Important COVID-19 Update:
Responding to the outbreak of COVID-19, we are working to do our part to ensure the safety of our community. We are complying with all federal, state and local public health directives, including working remotely to the extent possible to minimize on-site presence. As a result, our work capacity is temporarily reduced and prioritized to maintain essential and critical research. For specific questions, please contact Milda Simonaitis at email@example.com.
About Lipidomics Core
The LIPID MAPS® Lipidomics Core is a service core at the University of California, San Diego that provides broad lipidomics analyses using gas or liquid chromatography and mass spectrometry. The facility was established as a service core by Prof. Oswald Quehenberger and Prof. Edward A. Dennis in 2013. The Lipidomics Core builds on unique expertise acquired during the tenure of the NIH-funded LIPID Metabolites And Pathways Strategy (LIPID MAPS®) program. Dr. Dennis organized this multi-institutional effort in 2003 and served as its Director until 2013, when the program officially ended. LIPID MAPS® succeeded in its aim to identify and quantitate all of the major and many minor lipid species in mammalian systems, using a systems biology approach and sophisticated mass spectrometry techniques. The LIPID MAPS® Consortium developed and established protocols, standards and quantitative measurements for lipidomic analysis, including identification and quantification of over 600 lipid molecular species in human plasma, which represent the first comprehensive lipid profiling effort of human tissue.
The instrumental infrastructure and all developed methodologies were migrated to the LIPID MAPS® Lipidomics Core. Since then, we have continued to improve the analytical processes and are offering our cumulative expertise in lipid analysis to the research community.
Oswald Quehenberger, Ph.D., Core Director
Oswald Quehenberger directs and manages the LIPID MAPS® Lipidomics Core. Dr. Quehenberger is Professor of Medicine and Pharmacology at the University of California, San Diego. He received his M.S. in Chemistry and Ph.D. in Biochemistry from the University of Graz, Austria. He has expertise in lipid and lipoprotein metabolism, was a principal investigator at the Specialized Center of Research on Atherosclerosis at UCSD and Scientific Director of the LIPID MAPS® Consortium. He has a broad background in immunity and inflammation with specific expertise in research pertaining to cardiovascular disease and metabolic syndrome with underlying acute, chronic and subclinical inflammation.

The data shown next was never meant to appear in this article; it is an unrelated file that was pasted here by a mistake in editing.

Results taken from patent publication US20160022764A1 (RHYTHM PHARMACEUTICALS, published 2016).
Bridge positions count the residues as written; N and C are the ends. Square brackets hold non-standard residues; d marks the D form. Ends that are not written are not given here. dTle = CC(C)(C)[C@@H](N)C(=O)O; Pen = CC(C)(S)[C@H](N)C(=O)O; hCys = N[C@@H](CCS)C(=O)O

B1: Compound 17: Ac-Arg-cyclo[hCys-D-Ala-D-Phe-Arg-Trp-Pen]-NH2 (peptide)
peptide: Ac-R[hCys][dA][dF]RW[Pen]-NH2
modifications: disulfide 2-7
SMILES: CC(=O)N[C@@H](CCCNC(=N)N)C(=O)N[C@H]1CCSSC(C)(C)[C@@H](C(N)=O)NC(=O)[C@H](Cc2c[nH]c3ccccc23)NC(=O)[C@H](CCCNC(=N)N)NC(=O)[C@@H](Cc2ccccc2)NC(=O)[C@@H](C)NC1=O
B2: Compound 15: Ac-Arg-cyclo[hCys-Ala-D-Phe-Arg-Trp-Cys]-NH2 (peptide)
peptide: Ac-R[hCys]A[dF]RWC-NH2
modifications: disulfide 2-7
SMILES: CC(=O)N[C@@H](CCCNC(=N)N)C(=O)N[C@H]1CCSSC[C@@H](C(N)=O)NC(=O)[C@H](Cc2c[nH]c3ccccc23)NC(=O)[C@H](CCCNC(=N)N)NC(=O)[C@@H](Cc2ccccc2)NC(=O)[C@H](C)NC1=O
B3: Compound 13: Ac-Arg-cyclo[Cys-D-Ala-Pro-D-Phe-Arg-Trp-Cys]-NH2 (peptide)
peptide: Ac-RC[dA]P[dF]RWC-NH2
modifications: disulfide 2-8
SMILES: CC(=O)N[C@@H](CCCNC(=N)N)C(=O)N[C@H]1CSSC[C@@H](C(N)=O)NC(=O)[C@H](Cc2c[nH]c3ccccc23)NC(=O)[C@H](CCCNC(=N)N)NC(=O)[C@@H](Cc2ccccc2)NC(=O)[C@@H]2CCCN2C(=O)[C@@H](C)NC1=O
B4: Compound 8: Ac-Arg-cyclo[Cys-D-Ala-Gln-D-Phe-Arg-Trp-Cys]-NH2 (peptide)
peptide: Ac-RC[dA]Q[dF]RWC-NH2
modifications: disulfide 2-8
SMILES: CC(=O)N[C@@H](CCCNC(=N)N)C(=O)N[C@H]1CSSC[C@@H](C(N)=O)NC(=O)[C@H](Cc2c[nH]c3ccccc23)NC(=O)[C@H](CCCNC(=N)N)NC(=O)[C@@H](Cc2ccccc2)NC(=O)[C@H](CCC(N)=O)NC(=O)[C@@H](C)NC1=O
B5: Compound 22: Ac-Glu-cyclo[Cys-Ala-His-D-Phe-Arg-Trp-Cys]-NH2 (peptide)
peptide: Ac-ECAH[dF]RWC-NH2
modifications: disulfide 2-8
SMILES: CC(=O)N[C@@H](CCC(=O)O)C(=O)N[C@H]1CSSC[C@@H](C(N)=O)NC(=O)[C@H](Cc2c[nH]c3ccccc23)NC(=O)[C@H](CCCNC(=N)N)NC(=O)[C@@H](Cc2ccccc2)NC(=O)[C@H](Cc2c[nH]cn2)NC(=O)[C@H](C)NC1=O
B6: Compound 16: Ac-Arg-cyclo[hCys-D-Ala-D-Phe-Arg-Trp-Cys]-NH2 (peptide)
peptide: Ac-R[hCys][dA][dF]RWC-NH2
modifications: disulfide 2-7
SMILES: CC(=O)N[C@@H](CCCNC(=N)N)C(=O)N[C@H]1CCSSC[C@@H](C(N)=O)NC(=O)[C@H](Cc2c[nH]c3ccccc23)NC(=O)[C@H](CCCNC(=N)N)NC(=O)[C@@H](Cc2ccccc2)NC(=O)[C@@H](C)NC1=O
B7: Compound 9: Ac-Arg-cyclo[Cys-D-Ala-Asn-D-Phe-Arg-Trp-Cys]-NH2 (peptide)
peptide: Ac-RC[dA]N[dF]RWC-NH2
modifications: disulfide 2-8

Edward A. Dennis, Ph.D., Founding Director
Dr. Dennis is Chancellor Distinguished Professor of Chemistry & Biochemistry and Pharmacology at the University of California, San Diego. He received his B.A. degree in Chemistry from Yale University and his Ph.D. degree in Chemistry from Harvard University. He is the former Editor-in-Chief of The Journal of Lipid Research and Co-Chairs the biennial International Symposia on Eicosanoids and Bioactive Lipids. He was awarded the Avanti Award, Research in Lipid Biochemistry in 2000, the European Lipid Science Award in 2007 and the Yale Medal in 2008. Dr. Dennis is a member of the Board of Directors for the Keystone Symposia.
Aaron M. Armando, M.S., Technical Director
Milda K. Simonaitis, M.A., Administrative Director
Citing the LIPID MAPS Lipidomics Core
The UCSD Lipidomics Core welcomes the opportunity to collaborate on a broad range of projects. As an academic facility, a publication record is instrumental for the professional advancement of the staff and the maintenance of top-quality analytical service. We ask the users of our facility to consider the scientific contributions of the core members for any ensuing publications.
We ask that core users who include data generated by the UCSD Lipidomics Core include the following statement, "Lipid analysis was performed at the UCSD Lipidomics Core", and cite the core paper, Quehenberger et al. (2010) Lipidomics reveals a remarkable diversity of lipids in human plasma. J Lipid Res, 51: 3299-305 (PMC2952570), in any resulting publications.